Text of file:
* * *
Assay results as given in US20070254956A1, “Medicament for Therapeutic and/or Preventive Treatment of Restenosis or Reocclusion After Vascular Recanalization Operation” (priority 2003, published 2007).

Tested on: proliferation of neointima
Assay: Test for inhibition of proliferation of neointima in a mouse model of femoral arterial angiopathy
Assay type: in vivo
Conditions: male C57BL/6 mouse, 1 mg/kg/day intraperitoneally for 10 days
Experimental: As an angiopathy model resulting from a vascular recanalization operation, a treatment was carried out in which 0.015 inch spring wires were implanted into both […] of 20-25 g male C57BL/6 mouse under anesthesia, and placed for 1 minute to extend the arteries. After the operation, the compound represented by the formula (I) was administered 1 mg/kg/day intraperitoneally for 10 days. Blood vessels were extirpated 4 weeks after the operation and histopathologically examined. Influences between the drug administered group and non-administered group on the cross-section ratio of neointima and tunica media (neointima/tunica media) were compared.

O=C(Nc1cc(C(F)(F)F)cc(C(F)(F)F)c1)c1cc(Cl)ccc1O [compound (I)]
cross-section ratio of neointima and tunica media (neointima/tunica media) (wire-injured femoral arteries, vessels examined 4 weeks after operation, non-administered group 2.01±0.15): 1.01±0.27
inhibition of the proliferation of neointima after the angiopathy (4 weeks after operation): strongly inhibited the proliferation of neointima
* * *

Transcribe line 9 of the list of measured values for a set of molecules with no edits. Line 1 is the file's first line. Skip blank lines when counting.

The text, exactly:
inhibition of the proliferation of neointima after the angiopathy (4 weeks after operation): strongly inhibited the proliferation of neointima